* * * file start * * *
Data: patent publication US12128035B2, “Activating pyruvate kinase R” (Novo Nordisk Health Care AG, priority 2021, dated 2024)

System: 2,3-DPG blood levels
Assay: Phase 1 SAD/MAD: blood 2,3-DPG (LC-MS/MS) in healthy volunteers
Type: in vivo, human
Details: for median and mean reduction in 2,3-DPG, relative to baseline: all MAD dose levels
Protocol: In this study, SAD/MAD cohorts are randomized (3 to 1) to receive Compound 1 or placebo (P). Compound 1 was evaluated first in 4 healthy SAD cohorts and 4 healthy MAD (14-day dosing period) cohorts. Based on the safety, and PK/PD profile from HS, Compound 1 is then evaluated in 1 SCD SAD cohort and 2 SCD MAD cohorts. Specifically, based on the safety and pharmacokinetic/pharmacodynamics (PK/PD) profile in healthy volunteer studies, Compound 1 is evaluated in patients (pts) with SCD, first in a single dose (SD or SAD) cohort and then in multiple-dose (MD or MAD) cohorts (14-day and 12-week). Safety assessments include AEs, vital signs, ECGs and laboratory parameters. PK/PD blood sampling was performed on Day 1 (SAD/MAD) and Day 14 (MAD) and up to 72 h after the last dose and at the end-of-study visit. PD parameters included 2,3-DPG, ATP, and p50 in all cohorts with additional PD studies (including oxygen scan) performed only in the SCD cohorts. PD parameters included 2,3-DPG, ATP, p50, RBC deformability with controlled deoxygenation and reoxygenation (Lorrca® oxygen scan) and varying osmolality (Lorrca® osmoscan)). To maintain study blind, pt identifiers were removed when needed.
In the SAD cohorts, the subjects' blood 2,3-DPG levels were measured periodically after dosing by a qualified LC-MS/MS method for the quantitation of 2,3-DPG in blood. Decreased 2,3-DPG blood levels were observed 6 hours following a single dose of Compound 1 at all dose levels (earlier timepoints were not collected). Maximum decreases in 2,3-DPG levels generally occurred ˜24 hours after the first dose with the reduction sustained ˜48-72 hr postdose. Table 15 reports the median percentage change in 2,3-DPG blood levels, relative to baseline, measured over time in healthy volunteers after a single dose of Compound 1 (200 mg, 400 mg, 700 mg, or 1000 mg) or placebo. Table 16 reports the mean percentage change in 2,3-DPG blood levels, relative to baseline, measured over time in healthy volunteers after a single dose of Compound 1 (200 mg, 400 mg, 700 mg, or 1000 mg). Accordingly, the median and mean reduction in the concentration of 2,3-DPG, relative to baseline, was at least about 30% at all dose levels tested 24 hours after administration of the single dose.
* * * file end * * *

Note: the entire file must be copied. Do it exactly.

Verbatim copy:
Data: patent publication US12128035B2, “Activating pyruvate kinase R” (Novo Nordisk Health Care AG, priority 2021, dated 2024)

System: 2,3-DPG blood levels
Assay: Phase 1 SAD/MAD: blood 2,3-DPG (LC-MS/MS) in healthy volunteers
Type: in vivo, human
Details: for median and mean reduction in 2,3-DPG, relative to baseline: all MAD dose levels
Protocol: In this study, SAD/MAD cohorts are randomized (3 to 1) to receive Compound 1 or placebo (P). Compound 1 was evaluated first in 4 healthy SAD cohorts and 4 healthy MAD (14-day dosing period) cohorts. Based on the safety, and PK/PD profile from HS, Compound 1 is then evaluated in 1 SCD SAD cohort and 2 SCD MAD cohorts. Specifically, based on the safety and pharmacokinetic/pharmacodynamics (PK/PD) profile in healthy volunteer studies, Compound 1 is evaluated in patients (pts) with SCD, first in a single dose (SD or SAD) cohort and then in multiple-dose (MD or MAD) cohorts (14-day and 12-week). Safety assessments include AEs, vital signs, ECGs and laboratory parameters. PK/PD blood sampling was performed on Day 1 (SAD/MAD) and Day 14 (MAD) and up to 72 h after the last dose and at the end-of-study visit. PD parameters included 2,3-DPG, ATP, and p50 in all cohorts with additional PD studies (including oxygen scan) performed only in the SCD cohorts. PD parameters included 2,3-DPG, ATP, p50, RBC deformability with controlled deoxygenation and reoxygenation (Lorrca® oxygen scan) and varying osmolality (Lorrca® osmoscan)). To maintain study blind, pt identifiers were removed when needed.
In the SAD cohorts, the subjects' blood 2,3-DPG levels were measured periodically after dosing by a qualified LC-MS/MS method for the quantitation of 2,3-DPG in blood. Decreased 2,3-DPG blood levels were observed 6 hours following a single dose of Compound 1 at all dose levels (earlier timepoints were not collected). Maximum decreases in 2,3-DPG levels generally occurred ˜24 hours after the first dose with the reduction sustained ˜48-72 hr postdose. Table 15 reports the median percentage change in 2,3-DPG blood levels, relative to baseline, measured over time in healthy volunteers after a single dose of Compound 1 (200 mg, 400 mg, 700 mg, or 1000 mg) or placebo. Table 16 reports the mean percentage change in 2,3-DPG blood levels, relative to baseline, measured over time in healthy volunteers after a single dose of Compound 1 (200 mg, 400 mg, 700 mg, or 1000 mg). Accordingly, the median and mean reduction in the concentration of 2,3-DPG, relative to baseline, was at least about 30% at all dose levels tested 24 hours after administration of the single dose.